Multimorbidity PhD Programme for Health Professionals
Multimorbidity is the presence of two or more long-term health conditions in a person, and is a major global public health problem of increasing prevalence.
The University of Edinburgh is part of a collaborative research programme which aims to meet challenges posed by increasing multimorbidity.
- higher mortality
- poorer quality of life
- reduced life expectancy
The Multimorbidity PhD Programme for Health Professionals, funded by Wellcome Trust, aims to create a generation of innovative world-leading researchers empowered with expertise in multimorbidity to prevent the condition and better treat those who are already suffering with it.
The programme is a collaboration between the Universities of Edinburgh, Glasgow, Dundee and St Andrews and is open to: doctors, nurses, pharmacists, dentists, clinical psychologists and allied health professionals.
Application Deadline of 10th January.
For further information about the programme, and to apply, please click here.
The projects to be supervised within the University of Edinburgh are as follows:
Primary Supervisor: Prof Bruce Guthrie
Prescribed drugs have both high benefit and cause considerable harm in people with multimorbidity and polypharmacy, but our understanding of drug risks and harms is relatively narrow. For example, we have fairly good understanding of risks for some pairwise drug-drug interactions, but this is of limited relevance in polypharmacy where multiple drug-drug and drug-disease interactions are typically present. The student will choose an aspect of this complex problem to focus on, and develop analysis using and comparing pharmaco-epidemiological and machine learning methods. Examples of focus include examining the impact of shared adverse effects across multiple drugs, examining cumulative risk related to duration of treatment, and exploring how frailty and comorbidity mediate risk of harm. The student will have access to large, curated clinical datasets. The supervisors are two clinical academics interested in polypharmacy, prescribing safety and pharmaco-epidemiology, and a senior data scientist interested in developing and applying interpretable methods for analyzing the complexity of multimorbidity and polypharmacy. The supervisory team have excellent links with national guideline developers and medicine regulators. The student will therefore gain high-level expertise in applying complex quantitative methods in large datasets to address important clinical questions, and in translating findings into impact on understanding, policy and practice.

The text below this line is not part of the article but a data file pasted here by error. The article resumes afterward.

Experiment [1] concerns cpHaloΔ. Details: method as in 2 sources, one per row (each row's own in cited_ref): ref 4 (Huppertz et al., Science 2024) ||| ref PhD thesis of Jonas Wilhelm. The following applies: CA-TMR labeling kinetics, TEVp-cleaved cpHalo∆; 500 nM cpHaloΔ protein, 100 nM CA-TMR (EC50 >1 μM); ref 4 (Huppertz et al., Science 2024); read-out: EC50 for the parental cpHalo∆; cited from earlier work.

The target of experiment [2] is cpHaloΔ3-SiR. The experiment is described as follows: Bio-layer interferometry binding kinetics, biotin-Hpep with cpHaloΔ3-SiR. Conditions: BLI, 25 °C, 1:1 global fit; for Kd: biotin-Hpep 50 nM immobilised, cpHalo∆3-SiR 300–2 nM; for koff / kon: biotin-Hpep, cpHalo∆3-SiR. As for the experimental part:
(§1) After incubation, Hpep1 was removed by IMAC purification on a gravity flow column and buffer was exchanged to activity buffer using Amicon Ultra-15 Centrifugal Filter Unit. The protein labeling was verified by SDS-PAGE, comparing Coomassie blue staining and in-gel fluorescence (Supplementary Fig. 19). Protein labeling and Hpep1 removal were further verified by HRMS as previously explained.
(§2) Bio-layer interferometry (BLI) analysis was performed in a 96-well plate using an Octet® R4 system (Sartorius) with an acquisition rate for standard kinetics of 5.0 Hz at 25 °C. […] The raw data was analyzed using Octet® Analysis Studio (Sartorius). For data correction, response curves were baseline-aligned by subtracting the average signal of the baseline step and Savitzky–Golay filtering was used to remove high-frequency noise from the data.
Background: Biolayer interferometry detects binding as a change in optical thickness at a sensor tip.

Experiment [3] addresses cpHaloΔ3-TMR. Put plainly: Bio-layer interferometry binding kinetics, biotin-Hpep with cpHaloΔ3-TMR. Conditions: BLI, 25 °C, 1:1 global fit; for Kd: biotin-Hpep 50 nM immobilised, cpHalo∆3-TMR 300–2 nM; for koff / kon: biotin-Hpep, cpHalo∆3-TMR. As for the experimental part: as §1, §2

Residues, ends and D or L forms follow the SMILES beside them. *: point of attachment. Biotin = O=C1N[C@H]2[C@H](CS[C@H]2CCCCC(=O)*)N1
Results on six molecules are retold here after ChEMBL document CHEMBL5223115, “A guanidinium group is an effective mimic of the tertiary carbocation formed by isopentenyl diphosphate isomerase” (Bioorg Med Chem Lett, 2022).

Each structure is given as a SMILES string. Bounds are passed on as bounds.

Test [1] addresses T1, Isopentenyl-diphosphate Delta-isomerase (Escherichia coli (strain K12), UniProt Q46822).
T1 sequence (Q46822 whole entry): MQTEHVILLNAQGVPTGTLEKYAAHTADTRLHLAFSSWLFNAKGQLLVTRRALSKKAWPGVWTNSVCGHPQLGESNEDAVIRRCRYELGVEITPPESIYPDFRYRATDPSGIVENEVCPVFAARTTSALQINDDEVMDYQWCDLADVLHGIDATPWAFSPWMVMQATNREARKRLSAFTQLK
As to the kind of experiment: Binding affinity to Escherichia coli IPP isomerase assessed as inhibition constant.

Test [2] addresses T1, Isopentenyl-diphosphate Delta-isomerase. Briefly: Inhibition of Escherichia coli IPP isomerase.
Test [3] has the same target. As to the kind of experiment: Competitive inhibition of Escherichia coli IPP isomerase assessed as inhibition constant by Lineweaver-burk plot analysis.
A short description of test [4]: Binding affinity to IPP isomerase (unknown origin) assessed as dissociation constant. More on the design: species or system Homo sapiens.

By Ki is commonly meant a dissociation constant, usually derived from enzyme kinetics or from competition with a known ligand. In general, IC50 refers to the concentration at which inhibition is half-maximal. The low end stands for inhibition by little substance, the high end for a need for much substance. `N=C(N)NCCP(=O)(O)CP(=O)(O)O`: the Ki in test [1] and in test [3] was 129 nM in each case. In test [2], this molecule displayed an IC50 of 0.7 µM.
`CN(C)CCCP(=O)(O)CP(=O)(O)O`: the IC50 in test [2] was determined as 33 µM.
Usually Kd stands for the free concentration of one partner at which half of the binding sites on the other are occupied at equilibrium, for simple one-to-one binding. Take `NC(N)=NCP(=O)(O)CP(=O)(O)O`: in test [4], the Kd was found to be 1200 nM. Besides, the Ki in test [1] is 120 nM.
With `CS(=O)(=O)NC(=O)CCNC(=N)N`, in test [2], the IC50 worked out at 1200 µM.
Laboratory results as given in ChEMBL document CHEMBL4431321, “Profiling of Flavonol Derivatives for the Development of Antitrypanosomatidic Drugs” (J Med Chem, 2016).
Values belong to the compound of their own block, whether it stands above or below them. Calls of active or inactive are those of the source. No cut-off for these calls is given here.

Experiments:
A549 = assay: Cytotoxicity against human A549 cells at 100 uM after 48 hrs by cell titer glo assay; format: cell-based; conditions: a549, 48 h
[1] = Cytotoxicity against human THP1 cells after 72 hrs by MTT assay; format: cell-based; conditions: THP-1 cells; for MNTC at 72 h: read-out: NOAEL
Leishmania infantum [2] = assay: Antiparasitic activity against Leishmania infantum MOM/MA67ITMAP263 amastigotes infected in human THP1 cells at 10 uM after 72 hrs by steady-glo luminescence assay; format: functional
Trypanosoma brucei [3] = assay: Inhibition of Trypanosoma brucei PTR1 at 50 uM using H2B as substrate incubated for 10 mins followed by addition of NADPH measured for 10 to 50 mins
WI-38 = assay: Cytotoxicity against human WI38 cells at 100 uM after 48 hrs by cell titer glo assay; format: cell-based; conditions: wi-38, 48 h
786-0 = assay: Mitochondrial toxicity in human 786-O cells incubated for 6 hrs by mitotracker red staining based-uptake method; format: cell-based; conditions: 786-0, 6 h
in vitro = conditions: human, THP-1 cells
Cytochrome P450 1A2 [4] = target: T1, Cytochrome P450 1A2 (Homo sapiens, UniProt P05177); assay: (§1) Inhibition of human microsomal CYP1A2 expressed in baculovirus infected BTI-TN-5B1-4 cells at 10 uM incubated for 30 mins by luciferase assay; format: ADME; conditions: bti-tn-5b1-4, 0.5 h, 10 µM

Primary Supervisor: Prof Alasdair MacLullich
People with multimorbidity are at much higher risk of emergency conditions requiring hospital admission. Hospitalised people with multimorbidity have worse outcomes including higher mortality and reduced level of function leading to increasing dependency at home or new care home admission. Delirium is a serious sudden-onset neuropsychiatric syndrome that affects around 1 in 5 people in hospital. People with delirium have poor outcomes including 3-fold 30-day mortality risk, and functional and cognitive decline. Multimorbidity is a risk factor for delirium, but the degree of the risk including the potential role of particular disease clusters (e.g. nervous system disorders) is understudied.
This project will examine two main questions: how multimorbidity influences delirium risk, and how delirium influences outcomes in people with multimorbidity. Two potential patient groups for study are medical emergencies and hip fracture patients. The student will have access to a uniquely strong combination of large scale data resources (>50000 patient records) to address these questions, including community and hospital data, national hip fracture audit data, and high quality clinical delirium ascertainment. The supervising team have expertise in analysing large datasets and in all clinical aspects of the project. The student will gain valuable experience of analysis of large healthcare datasets, and generating and sharing findings which have relevance for practice.
Primary Supervisor: Prof Stewart Mercer
Groups that suffer from social exclusion, such as people experiencing homelessness (PEH), and people suffering from drug use disorders, commonly have high levels of complex needs including mental and physical multimorbidity. Such populations often ‘fail to engage’ with healthcare services, and perceived stigma plays an important role in this. Previous research has demonstrated the key importance of practitioner empathy in patient engagement and better health outcomes but this has not been investigated in socially excluded groups. The PhD will co-develop a primary care-based complex intervention to reduce stigma and enhance empathy towards patients suffering social exclusion with complex multimorbidity. The research will employ a mixed-methods approach, as well as systematic reviewing of the international literature. People with lived experience of social exclusion and primary care staff will be involved in the co-production of the intervention, which will be tested for feasibility. The supervisory team has extensive experience in primary care research, multimorbidity, deprivation, drug addiction, homelessness, and complex intervention development. They also have excellent links with policymakers, managers, and service providers and thus the student will gain from access to a range of expertise and advice regarding dissemination, translation of findings, and impact on policy and practice.